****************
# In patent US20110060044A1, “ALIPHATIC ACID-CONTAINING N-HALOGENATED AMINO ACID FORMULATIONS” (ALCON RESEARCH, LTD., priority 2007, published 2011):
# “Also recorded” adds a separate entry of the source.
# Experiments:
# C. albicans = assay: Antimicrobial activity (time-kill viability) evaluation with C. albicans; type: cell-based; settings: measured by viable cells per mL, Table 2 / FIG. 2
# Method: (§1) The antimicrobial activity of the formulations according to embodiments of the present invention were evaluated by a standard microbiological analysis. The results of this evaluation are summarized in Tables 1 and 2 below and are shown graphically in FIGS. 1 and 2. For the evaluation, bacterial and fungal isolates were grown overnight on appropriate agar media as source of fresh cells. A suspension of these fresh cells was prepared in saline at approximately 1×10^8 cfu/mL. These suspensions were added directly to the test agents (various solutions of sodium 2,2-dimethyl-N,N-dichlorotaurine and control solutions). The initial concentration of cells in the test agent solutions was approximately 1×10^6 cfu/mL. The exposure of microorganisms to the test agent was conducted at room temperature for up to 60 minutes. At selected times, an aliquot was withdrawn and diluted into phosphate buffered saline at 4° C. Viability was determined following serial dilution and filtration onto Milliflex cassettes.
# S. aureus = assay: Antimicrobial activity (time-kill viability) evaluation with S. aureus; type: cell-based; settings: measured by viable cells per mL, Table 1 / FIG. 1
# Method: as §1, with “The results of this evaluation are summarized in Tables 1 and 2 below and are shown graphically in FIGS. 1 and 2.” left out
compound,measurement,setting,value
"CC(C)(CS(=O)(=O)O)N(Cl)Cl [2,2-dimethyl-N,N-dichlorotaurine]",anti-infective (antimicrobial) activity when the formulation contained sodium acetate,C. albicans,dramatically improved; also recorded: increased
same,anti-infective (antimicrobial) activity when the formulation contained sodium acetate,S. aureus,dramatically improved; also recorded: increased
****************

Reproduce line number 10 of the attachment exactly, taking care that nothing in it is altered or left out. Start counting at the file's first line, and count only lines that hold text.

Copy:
same,anti-infective (antimicrobial) activity when the formulation contained sodium acetate,S. aureus,dramatically improved; also recorded: increased